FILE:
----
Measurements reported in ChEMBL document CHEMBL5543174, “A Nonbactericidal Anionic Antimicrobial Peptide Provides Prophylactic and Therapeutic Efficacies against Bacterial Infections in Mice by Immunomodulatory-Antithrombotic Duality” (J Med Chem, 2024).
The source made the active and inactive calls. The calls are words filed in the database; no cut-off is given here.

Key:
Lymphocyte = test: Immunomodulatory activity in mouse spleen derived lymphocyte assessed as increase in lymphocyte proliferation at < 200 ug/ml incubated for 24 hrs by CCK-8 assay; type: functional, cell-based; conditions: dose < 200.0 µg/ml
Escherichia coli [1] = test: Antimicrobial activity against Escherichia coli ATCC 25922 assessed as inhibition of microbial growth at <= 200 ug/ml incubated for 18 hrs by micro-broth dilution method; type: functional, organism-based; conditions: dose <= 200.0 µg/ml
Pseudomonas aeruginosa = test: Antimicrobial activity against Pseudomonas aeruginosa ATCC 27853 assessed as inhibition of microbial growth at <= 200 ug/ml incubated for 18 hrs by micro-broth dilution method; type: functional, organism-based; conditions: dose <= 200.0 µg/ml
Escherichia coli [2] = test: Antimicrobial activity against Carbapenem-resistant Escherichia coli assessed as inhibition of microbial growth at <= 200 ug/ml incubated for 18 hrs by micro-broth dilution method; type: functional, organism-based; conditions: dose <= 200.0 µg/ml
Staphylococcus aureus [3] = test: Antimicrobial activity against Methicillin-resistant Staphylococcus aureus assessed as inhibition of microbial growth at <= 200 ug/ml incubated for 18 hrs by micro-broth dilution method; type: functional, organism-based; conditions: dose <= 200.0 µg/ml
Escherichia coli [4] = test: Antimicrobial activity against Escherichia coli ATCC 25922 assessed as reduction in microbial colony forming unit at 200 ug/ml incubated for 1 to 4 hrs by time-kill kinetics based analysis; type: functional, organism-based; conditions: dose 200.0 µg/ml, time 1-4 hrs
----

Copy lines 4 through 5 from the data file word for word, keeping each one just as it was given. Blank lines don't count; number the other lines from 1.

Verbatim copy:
Lymphocyte = test: Immunomodulatory activity in mouse spleen derived lymphocyte assessed as increase in lymphocyte proliferation at < 200 ug/ml incubated for 24 hrs by CCK-8 assay; type: functional, cell-based; conditions: dose < 200.0 µg/ml
Escherichia coli [1] = test: Antimicrobial activity against Escherichia coli ATCC 25922 assessed as inhibition of microbial growth at <= 200 ug/ml incubated for 18 hrs by micro-broth dilution method; type: functional, organism-based; conditions: dose <= 200.0 µg/ml